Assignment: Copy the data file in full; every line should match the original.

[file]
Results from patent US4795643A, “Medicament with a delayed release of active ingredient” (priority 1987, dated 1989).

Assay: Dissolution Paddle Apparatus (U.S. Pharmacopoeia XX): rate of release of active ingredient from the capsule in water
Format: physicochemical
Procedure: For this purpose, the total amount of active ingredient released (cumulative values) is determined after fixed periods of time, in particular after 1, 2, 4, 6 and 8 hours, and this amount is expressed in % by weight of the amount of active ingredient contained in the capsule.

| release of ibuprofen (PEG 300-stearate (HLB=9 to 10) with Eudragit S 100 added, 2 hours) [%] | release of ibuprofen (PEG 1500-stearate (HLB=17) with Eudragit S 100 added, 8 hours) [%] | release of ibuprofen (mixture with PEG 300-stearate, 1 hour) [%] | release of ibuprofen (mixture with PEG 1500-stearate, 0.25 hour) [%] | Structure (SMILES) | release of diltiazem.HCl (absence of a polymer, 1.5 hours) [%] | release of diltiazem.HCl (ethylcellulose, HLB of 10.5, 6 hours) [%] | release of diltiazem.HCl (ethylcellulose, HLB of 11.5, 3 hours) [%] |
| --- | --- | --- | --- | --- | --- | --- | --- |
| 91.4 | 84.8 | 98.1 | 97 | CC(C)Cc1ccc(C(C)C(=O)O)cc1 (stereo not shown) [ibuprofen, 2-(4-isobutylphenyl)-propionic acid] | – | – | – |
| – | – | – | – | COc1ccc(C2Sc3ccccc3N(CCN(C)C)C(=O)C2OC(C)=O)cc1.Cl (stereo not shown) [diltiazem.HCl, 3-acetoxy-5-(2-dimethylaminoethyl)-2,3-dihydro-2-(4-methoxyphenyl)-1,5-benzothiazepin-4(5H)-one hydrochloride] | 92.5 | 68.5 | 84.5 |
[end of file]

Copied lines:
Results from patent US4795643A, “Medicament with a delayed release of active ingredient” (priority 1987, dated 1989).

Assay: Dissolution Paddle Apparatus (U.S. Pharmacopoeia XX): rate of release of active ingredient from the capsule in water
Format: physicochemical
Procedure: For this purpose, the total amount of active ingredient released (cumulative values) is determined after fixed periods of time, in particular after 1, 2, 4, 6 and 8 hours, and this amount is expressed in % by weight of the amount of active ingredient contained in the capsule.

| release of ibuprofen (PEG 300-stearate (HLB=9 to 10) with Eudragit S 100 added, 2 hours) [%] | release of ibuprofen (PEG 1500-stearate (HLB=17) with Eudragit S 100 added, 8 hours) [%] | release of ibuprofen (mixture with PEG 300-stearate, 1 hour) [%] | release of ibuprofen (mixture with PEG 1500-stearate, 0.25 hour) [%] | Structure (SMILES) | release of diltiazem.HCl (absence of a polymer, 1.5 hours) [%] | release of diltiazem.HCl (ethylcellulose, HLB of 10.5, 6 hours) [%] | release of diltiazem.HCl (ethylcellulose, HLB of 11.5, 3 hours) [%] |
| --- | --- | --- | --- | --- | --- | --- | --- |
| 91.4 | 84.8 | 98.1 | 97 | CC(C)Cc1ccc(C(C)C(=O)O)cc1 (stereo not shown) [ibuprofen, 2-(4-isobutylphenyl)-propionic acid] | – | – | – |
| – | – | – | – | COc1ccc(C2Sc3ccccc3N(CCN(C)C)C(=O)C2OC(C)=O)cc1.Cl (stereo not shown) [diltiazem.HCl, 3-acetoxy-5-(2-dimethylaminoethyl)-2,3-dihydro-2-(4-methoxyphenyl)-1,5-benzothiazepin-4(5H)-one hydrochloride] | 92.5 | 68.5 | 84.5 |